Michael Gove's trip to Israel to study the country's 'green pass' system isn't diminishing the impression among Conservative MPs that the UK government has already made up its mind on vaccine passports. A number who I have spoken to are taking the lack of communication from their party whips as a sign that the policy will be going ahead, as there is no point in canvassing opinion on a matter if the Prime Minister is going ahead with it regardless of the feedback he gets.
Some MPs who are opposed to the domestic use of what ministers are currently calling 'vaccine certification' are concerned that the way No. 10 plans to get the vote through the Commons is by making it about both international and UK use. 'I would find it hard to vote against something that we clearly need on an international level,' says one would-be rebel. 'And so that's how they'll get it through. They won't split the vote up, because why would they do that?'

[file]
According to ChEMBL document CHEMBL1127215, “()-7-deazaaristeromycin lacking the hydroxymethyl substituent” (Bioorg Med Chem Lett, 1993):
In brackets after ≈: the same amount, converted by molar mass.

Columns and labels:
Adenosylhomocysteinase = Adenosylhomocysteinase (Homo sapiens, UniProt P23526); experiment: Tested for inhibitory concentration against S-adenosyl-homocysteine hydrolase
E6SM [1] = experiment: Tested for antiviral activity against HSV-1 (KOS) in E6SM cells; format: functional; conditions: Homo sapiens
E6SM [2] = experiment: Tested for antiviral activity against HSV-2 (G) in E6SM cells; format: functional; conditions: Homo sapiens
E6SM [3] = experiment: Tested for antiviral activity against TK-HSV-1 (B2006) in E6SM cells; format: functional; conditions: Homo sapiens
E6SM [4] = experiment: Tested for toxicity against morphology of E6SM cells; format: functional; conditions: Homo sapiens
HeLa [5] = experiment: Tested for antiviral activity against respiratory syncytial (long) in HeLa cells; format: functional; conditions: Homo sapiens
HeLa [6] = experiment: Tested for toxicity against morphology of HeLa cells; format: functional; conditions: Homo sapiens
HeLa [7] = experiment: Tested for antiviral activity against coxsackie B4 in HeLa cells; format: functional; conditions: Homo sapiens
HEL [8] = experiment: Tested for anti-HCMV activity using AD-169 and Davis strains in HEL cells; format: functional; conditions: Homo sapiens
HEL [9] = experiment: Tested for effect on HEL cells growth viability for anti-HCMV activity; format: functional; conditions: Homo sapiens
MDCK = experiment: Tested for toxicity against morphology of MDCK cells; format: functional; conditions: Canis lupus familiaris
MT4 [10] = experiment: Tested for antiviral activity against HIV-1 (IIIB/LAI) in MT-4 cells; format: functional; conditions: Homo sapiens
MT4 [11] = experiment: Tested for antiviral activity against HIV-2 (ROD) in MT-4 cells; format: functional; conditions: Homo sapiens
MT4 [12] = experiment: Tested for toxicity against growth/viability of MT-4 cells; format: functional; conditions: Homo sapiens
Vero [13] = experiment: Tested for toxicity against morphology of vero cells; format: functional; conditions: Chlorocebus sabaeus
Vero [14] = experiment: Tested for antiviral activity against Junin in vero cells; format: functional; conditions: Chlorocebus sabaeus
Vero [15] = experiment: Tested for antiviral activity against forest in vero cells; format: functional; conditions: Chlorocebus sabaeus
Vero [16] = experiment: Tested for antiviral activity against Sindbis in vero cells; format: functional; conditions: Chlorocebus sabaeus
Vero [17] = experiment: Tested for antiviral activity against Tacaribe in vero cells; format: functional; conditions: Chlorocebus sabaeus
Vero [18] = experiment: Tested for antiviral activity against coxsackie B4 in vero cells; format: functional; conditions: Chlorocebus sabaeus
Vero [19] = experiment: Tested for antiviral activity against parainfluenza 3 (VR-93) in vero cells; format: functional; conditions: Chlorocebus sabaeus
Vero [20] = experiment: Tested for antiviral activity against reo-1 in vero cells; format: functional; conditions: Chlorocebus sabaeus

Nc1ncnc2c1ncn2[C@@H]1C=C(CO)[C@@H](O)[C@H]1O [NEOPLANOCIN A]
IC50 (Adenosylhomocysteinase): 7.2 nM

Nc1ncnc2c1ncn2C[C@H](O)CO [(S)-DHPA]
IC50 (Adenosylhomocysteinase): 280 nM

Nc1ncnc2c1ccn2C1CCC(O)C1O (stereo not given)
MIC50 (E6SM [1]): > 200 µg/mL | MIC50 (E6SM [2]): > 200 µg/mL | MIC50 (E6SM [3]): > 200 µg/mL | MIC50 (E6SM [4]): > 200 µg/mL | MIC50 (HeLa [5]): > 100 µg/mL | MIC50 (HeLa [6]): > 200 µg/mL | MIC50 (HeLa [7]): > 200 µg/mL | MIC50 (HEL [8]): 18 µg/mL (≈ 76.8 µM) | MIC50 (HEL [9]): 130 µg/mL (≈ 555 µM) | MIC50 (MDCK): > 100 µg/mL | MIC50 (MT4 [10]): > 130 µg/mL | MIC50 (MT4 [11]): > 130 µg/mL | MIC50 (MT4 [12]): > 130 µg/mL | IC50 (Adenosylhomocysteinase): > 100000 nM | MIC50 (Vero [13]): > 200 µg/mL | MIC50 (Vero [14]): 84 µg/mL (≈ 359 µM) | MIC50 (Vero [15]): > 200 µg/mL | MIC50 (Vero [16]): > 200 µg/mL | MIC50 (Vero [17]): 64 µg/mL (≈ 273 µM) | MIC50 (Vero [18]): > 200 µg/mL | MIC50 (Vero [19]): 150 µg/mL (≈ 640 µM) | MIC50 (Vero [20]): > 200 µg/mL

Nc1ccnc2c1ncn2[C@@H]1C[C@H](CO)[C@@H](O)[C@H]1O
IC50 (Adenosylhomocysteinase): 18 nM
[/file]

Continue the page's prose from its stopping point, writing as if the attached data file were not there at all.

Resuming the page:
If this is the approach that the government takes, it shows how low the level of trust is between ministers and many Conservative backbenchers at present. This hasn't been helped by mixed messages on what domestic vaccine passports might look like. Some MPs have been assured that the policy won't be required for pubs and other hospitality venues while also hearing from breweries in their own constituency that industry bodies have been told to prepare for mandatory passports in the coming months. Once again, this means MPs don't feel they can really take their colleagues in government at their word.